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New resource launch:                                     Careers, Work and Employment

New resource launch: Careers, Work and Employment

On the 11th of January 2023 the new Talking Mats resource, Careers, Work and Employment will be launched with an online seminar. Alison Cuddington, Speech and Language Therapy Team Leader with Autism East Midland and one of our Licenced Trainers has written about her involvement in developing the resource with staff and students at Sutherland House School.

The context

I work as a Speech and Language Therapy Team Leader at Sutherland House School, a specialist school run by Autism East Midlands.  Myself and the team worked on the development of a new resource with Talking Mats looking at providing students at the school the opportunity to communicate their opinions on topics relating to careers.

Careers provision in England is driven by the 8 benchmarks outlined in the 2014 Gatsby ‘Good Career Guidance report’.  These are:  

  1. A stable careers programme 
  1. Learning from career and labour market information 
  1. Addressing the needs of each pupil 
  1. Linking curriculum learning to careers 
  1. Encounters with employers and employees 
  1. Experiences of workplaces 
  1. Encounters with further and higher educations 
  1. Personal guidance 

Our school was looking to provide careers and education guidance in a way that followed this framework whilst supporting the communication needs of our students. The Careers, Work and Employment resource does this. The complete resource supports careers advisors to work with students in meeting Benchmark 8, ‘Personalise Guidance’, however other benchmarks are more specifically met through the 3 topics:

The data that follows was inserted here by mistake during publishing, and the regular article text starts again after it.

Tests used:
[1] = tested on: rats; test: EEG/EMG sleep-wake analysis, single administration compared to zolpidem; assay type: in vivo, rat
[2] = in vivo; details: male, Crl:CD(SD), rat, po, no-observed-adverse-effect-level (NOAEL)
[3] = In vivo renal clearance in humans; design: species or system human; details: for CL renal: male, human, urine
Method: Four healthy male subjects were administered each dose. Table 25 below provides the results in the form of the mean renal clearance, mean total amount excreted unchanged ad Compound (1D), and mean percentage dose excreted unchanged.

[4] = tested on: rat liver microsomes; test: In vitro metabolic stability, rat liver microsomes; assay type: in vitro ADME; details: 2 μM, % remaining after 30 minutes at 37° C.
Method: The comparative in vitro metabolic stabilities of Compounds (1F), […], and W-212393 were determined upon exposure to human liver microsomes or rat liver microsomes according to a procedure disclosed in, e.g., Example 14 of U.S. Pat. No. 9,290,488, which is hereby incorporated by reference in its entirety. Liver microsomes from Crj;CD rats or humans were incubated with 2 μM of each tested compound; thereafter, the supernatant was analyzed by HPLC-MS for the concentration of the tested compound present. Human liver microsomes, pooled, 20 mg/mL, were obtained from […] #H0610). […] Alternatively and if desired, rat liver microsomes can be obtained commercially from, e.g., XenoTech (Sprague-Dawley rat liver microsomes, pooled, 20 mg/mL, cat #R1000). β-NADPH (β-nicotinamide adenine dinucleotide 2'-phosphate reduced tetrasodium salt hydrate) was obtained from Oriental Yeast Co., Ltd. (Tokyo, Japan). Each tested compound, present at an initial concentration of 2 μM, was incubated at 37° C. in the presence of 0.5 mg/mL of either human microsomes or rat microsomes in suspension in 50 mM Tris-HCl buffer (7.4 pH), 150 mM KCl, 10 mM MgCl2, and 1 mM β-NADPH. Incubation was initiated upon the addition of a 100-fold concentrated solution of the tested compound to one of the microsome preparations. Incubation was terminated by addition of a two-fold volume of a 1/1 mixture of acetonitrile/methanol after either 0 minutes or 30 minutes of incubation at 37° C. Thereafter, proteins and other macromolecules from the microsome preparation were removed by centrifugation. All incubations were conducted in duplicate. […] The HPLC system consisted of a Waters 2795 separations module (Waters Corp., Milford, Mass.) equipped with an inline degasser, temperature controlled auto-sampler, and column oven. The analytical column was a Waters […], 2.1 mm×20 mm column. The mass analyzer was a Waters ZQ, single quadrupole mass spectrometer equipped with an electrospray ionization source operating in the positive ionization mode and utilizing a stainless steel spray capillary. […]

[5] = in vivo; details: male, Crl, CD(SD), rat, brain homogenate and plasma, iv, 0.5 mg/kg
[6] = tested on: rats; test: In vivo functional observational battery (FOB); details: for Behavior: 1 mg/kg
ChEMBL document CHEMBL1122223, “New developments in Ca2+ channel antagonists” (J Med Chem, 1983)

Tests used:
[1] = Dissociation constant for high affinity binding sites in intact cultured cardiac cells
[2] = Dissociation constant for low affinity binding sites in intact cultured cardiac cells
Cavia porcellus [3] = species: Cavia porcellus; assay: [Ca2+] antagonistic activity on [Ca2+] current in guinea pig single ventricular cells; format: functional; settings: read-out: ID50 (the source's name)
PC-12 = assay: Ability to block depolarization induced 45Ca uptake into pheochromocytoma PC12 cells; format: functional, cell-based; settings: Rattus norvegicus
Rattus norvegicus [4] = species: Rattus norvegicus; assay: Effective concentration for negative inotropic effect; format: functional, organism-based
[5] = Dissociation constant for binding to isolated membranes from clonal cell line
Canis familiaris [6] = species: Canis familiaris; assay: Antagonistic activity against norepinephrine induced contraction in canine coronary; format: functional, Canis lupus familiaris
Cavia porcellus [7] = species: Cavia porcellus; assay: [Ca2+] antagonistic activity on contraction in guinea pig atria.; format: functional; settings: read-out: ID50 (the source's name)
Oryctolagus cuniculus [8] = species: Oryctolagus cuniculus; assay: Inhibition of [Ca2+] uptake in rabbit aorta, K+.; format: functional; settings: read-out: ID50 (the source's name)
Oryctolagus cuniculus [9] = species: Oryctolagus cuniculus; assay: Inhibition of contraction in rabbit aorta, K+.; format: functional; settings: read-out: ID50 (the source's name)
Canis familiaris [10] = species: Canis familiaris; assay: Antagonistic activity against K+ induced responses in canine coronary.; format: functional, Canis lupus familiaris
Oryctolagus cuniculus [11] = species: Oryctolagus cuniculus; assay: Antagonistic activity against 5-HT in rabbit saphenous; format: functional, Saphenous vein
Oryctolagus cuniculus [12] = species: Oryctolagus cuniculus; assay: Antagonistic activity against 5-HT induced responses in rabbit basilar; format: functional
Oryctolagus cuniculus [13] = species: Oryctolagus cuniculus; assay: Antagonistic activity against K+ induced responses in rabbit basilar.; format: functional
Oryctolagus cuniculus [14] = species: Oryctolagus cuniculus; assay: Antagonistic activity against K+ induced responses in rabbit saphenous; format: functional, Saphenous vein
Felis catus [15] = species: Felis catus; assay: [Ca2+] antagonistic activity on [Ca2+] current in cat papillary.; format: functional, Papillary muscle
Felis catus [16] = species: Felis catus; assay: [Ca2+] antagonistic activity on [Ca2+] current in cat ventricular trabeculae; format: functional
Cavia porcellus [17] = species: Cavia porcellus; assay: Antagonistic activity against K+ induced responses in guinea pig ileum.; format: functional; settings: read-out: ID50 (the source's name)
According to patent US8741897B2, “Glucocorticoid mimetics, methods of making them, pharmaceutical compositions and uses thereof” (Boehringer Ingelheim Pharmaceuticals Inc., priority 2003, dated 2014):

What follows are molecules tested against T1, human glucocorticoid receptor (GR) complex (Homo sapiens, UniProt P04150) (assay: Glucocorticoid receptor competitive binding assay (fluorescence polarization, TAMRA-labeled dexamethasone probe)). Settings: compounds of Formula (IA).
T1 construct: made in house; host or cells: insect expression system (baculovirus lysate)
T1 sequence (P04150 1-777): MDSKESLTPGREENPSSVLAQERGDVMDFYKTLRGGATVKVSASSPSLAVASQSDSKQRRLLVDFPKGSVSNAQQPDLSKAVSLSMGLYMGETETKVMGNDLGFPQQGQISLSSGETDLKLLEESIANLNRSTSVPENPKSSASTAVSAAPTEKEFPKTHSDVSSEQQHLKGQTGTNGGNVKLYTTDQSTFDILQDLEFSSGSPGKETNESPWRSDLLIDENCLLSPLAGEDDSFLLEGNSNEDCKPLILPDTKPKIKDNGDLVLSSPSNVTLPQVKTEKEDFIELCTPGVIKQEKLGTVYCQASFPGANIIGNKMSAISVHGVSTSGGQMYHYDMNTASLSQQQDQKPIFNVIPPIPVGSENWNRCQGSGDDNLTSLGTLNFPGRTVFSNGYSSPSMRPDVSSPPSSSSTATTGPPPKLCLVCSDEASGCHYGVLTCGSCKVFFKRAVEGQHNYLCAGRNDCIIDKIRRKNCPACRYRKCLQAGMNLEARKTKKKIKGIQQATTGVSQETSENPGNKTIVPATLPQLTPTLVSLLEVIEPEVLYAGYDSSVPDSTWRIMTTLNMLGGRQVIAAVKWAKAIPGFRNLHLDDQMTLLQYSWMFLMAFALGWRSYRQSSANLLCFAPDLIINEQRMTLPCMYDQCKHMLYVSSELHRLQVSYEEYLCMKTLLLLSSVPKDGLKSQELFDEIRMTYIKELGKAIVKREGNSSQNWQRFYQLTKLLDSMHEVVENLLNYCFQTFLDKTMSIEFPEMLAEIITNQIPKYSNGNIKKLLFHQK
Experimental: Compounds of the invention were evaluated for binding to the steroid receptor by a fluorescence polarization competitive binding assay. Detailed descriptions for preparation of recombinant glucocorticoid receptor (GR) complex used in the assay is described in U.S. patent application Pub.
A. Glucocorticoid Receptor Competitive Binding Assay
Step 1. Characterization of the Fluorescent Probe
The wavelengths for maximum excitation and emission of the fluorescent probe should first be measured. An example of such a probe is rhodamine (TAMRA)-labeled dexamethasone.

• Readiness to work
  • Skills
  • Preferences

Readiness to work                             

This topic asks the thinker (our students) to consider aspects of health, sensory stimuli, communication, supports etc when thinking about the workplace.  Asking students to reflect on these will help them explore appropriate work opportunities, see reasons to engage in activities, and work on areas that are a challenge to their future aspirations.  This will enable students to be signposted appropriately and participate in building a careers programme developed around their specific profile (Benchmark 3).


This topic looks at how a student perceives their own skill set. I found the flexibility of this topic reflected several of the Gatsby benchmarks. For staff, understanding if a student can accurately appraise their own skills will help them amend the careers programme accordingly (Benchmark 3)

My experience has shown that students do not always link their current learning to future employment opportunities. Using this topic allows the introduction of conversations around skills; reflection on strengths and who to approach for help with a skill etc (Benchmark 4)

Thinking about what skillsa student might want to use in a job will help staff attange work encounters/ experiences that are relevant. This can be revisited following a work encounter or experience to help find out if the specific skills were applicable and indeed remain important for an individual after experiencing them in the workplace. (Benchmark 5,6)

This topic also has potential to compare staff / student views on an individual’s areas of strengths and those needing development. Often students do not see the potential that teachers do and this is important feedback.

Work preferences

This topic considers aspects of a job that may or may not be important to an individual; for example being self-employed or working as part of a large company as well as life values. Knowing these preferences allows staff to arrange appropriate work experience placements. Carrying out a mat pre and post work placement will help demonstrate how important these preferences are to a student (Benchmark 6)

For anyone who missed our launch seminar Click Here to find a recording of the session